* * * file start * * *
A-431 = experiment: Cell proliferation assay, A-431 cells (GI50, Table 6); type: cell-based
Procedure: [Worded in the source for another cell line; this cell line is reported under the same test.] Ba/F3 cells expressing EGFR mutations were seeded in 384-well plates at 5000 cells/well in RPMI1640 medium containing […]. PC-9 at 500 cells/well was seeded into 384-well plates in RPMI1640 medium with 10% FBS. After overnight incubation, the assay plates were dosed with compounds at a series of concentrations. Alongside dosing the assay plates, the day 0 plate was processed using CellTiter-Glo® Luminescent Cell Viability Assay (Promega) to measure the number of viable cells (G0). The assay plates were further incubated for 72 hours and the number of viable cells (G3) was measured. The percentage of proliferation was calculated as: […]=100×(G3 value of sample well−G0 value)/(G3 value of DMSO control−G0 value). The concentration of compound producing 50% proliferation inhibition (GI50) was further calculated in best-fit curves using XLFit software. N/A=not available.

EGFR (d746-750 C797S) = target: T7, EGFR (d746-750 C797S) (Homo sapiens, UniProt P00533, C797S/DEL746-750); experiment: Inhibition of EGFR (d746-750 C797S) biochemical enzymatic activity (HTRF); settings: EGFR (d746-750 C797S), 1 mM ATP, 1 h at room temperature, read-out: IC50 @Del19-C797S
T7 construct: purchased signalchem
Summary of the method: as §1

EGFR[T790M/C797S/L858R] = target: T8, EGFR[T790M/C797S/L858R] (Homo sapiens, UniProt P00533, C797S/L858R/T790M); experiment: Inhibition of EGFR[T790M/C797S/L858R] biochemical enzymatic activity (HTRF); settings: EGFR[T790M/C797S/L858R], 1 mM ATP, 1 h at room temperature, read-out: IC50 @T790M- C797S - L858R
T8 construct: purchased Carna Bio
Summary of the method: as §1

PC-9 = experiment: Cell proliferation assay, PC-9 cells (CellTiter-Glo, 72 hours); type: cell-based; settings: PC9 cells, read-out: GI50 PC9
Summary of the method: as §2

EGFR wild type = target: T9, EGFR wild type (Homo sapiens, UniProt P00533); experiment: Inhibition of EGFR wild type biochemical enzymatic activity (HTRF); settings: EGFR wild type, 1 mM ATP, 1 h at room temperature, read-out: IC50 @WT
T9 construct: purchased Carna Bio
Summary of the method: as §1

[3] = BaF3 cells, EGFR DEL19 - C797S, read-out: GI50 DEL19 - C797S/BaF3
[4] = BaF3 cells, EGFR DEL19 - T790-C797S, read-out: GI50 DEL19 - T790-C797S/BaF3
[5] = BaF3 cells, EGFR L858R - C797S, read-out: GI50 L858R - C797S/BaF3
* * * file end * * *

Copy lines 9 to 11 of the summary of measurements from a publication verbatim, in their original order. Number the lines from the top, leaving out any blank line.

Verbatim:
PC-9 = experiment: Cell proliferation assay, PC-9 cells (CellTiter-Glo, 72 hours); type: cell-based; settings: PC9 cells, read-out: GI50 PC9
Summary of the method: as §2

EGFR wild type = target: T9, EGFR wild type (Homo sapiens, UniProt P00533); experiment: Inhibition of EGFR wild type biochemical enzymatic activity (HTRF); settings: EGFR wild type, 1 mM ATP, 1 h at room temperature, read-out: IC50 @WT